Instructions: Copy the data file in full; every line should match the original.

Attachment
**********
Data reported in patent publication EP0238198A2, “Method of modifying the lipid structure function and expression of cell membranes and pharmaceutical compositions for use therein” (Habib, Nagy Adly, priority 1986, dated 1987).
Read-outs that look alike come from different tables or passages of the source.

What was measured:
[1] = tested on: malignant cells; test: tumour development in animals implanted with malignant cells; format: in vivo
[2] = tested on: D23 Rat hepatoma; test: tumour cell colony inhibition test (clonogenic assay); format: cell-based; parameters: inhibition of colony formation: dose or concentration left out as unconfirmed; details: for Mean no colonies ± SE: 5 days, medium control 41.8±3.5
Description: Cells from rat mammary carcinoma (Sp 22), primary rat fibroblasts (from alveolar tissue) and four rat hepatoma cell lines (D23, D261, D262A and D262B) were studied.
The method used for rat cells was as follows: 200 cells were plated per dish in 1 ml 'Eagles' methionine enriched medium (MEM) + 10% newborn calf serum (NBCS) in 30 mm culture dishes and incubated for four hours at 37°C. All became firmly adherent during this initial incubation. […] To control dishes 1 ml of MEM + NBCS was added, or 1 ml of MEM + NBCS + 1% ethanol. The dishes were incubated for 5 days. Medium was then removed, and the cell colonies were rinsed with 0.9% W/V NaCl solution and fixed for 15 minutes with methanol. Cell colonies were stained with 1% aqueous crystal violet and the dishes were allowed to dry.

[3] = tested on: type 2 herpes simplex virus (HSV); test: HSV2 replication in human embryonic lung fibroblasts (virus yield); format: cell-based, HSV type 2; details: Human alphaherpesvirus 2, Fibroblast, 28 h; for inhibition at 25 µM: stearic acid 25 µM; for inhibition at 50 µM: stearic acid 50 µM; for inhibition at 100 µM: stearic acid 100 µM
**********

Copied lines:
Data reported in patent publication EP0238198A2, “Method of modifying the lipid structure function and expression of cell membranes and pharmaceutical compositions for use therein” (Habib, Nagy Adly, priority 1986, dated 1987).
Read-outs that look alike come from different tables or passages of the source.

What was measured:
[1] = tested on: malignant cells; test: tumour development in animals implanted with malignant cells; format: in vivo
[2] = tested on: D23 Rat hepatoma; test: tumour cell colony inhibition test (clonogenic assay); format: cell-based; parameters: inhibition of colony formation: dose or concentration left out as unconfirmed; details: for Mean no colonies ± SE: 5 days, medium control 41.8±3.5
Description: Cells from rat mammary carcinoma (Sp 22), primary rat fibroblasts (from alveolar tissue) and four rat hepatoma cell lines (D23, D261, D262A and D262B) were studied.
The method used for rat cells was as follows: 200 cells were plated per dish in 1 ml 'Eagles' methionine enriched medium (MEM) + 10% newborn calf serum (NBCS) in 30 mm culture dishes and incubated for four hours at 37°C. All became firmly adherent during this initial incubation. […] To control dishes 1 ml of MEM + NBCS was added, or 1 ml of MEM + NBCS + 1% ethanol. The dishes were incubated for 5 days. Medium was then removed, and the cell colonies were rinsed with 0.9% W/V NaCl solution and fixed for 15 minutes with methanol. Cell colonies were stained with 1% aqueous crystal violet and the dishes were allowed to dry.

[3] = tested on: type 2 herpes simplex virus (HSV); test: HSV2 replication in human embryonic lung fibroblasts (virus yield); format: cell-based, HSV type 2; details: Human alphaherpesvirus 2, Fibroblast, 28 h; for inhibition at 25 µM: stearic acid 25 µM; for inhibition at 50 µM: stearic acid 50 µM; for inhibition at 100 µM: stearic acid 100 µM